Whole black carrots reveal the key to gut health, reduced cancer risk

October 15, 2012
Whole black carrots reveal the key to gut health

Black carrots have revealed how fruit and vegetables help maintain gut health and reduce the risk of developing cancer.

The antioxidant compounds they contain combine with fibre to play an important role in protecting the colon from cancer, Dr Anneline Padayachee from the University of Queensland has  discovered.

The compounds, known as , are released from the plant cell during chewing. However, Anneline found that the majority of polyphenols are bound to fibre during this process. She found they were not free for absorption until they reached the colon in the final stages of digestion.

"Black —which are actually deep purple—are packed with polyphenols similar to those which give and their vivid colour. Anneline's work showed that these compounds became bound to the fibre during chewing and remained bound throughout digestion in the stomach and .We discovered that fibre not only works as a 'bowel scourer', but is also able to safely traffic polyphenols to the colon, where they are involved in gut health protective mechanisms," Anneline said.

Bacteria in the gut finally break down the fibre-bound polyphenols before the fibre itself is excreted. Products resulting from digested polyphenols then protect the colon from cancer.

Whole black carrots reveal the key to gut health

"So, to gain the benefits of polyphenols, you need to consume everything – the whole vegetable or fruit, including the fibrous pulp if you're juicing it. Not only will you have a clean gut, but a healthy gut full of protective polyphenols."

Anneline hopes her work might also help uncover medicinal uses for plant fibre in targeted treatments of dietary conditions.

She worked on this research project with the ARC Centre of Excellence in , the Centre for Nutrition and Food Sciences at the University of Queensland and CSIRO.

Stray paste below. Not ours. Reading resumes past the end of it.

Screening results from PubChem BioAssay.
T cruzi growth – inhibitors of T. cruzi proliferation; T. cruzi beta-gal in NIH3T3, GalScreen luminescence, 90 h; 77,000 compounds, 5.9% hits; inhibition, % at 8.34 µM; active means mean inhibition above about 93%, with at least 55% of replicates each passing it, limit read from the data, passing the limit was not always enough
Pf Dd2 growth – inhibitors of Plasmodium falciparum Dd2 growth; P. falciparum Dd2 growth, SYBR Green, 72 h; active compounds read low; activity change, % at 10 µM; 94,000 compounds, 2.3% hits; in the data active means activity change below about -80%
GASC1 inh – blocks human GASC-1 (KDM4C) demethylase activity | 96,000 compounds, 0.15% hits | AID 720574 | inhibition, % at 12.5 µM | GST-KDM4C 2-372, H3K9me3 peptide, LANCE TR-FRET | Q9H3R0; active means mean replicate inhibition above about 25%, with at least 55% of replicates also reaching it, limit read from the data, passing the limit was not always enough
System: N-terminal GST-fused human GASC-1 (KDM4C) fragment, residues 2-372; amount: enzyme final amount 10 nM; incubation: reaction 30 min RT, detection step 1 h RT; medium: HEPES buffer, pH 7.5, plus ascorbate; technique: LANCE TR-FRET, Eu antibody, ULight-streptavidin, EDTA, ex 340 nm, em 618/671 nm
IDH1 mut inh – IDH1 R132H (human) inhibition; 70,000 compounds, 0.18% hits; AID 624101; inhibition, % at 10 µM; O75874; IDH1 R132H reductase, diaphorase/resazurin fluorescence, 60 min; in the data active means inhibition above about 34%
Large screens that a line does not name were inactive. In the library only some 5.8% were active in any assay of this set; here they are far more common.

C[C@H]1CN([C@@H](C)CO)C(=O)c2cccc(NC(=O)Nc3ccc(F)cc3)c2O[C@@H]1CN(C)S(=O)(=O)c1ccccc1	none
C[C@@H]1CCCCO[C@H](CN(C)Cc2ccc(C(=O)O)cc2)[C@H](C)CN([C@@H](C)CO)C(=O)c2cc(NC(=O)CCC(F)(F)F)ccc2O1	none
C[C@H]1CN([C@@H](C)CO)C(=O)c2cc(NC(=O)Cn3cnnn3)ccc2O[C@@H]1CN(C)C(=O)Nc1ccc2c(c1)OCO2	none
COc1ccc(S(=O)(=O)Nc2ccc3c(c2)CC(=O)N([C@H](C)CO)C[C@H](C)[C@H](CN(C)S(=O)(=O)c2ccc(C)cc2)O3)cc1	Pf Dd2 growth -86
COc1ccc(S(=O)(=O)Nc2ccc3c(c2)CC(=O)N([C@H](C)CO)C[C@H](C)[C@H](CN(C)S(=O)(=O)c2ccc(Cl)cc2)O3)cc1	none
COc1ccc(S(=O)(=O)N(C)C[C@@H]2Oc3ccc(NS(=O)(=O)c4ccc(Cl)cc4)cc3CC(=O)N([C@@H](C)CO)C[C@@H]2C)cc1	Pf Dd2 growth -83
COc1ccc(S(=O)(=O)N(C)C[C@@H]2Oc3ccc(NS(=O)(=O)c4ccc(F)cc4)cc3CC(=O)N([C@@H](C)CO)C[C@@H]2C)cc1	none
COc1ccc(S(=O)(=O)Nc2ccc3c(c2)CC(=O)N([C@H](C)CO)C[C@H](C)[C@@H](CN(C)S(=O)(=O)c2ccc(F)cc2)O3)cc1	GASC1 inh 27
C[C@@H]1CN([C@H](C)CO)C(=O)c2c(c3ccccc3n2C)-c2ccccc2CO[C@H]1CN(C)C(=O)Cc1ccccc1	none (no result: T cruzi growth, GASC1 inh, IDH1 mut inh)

Anneline Padayachee is one of 12 early career scientists unveiling their research to the public for the first time thanks to Fresh Science, a national program sponsored by the Australian Government.

An example of Anneline's published work is online here: www.sciencedirect.com/science/ … ii/S0308814612002701

Explore further: Balanced diet required in prevention of cancer

Related Stories

Balanced diet required in prevention of cancer

September 6, 2012
(Medical Xpress)—Balancing your diet with protective foods rich in fibre and vitamin C can help prevent the formation of cancer causing compounds in the gut, the British Science Festival will hear today.

Recommended for you

Breathing dirty air may harm kidneys, study finds

September 21, 2017
Outdoor air pollution has long been linked to major health conditions such as heart disease, stroke, cancer, asthma and chronic obstructive pulmonary disease. A new study now adds kidney disease to the list, according to ...

Excess dietary manganese promotes staph heart infection

September 21, 2017
Too much dietary manganese—an essential trace mineral found in leafy green vegetables, fruits and nuts—promotes infection of the heart by the bacterium Staphylococcus aureus ("staph").

Being active saves lives whether a gym workout, walking to work or washing the floor

September 21, 2017
Physical activity of any kind can prevent heart disease and death, says a large international study involving more than 130,000 people from 17 countries published this week in The Lancet.

Frequent blood donations safe for some, but not all

September 21, 2017
(HealthDay)—Some people may safely donate blood as often as every eight weeks—but that may not be a healthy choice for all, a new study suggests.

Higher manganese levels in children correlate with lower IQ scores, study finds

September 21, 2017
A study led by environmental health researchers at the University of Cincinnati (UC) College of Medicine finds that children in East Liverpool, Ohio with higher levels of Manganese (Mn) had lower IQ scores. The research appears ...

One e-cigarette with nicotine leads to adrenaline changes in nonsmokers' hearts

September 20, 2017
A new UCLA study found that healthy nonsmokers experienced increased adrenaline levels in their heart after one electronic cigarette (e-cigarette) with nicotine but there were no increased adrenaline levels when the study ...

0 comments

Please sign in to add a comment. Registration is free, and takes less than a minute. Read more

Click here to reset your password.
Sign in to get notified via email when new comments are made.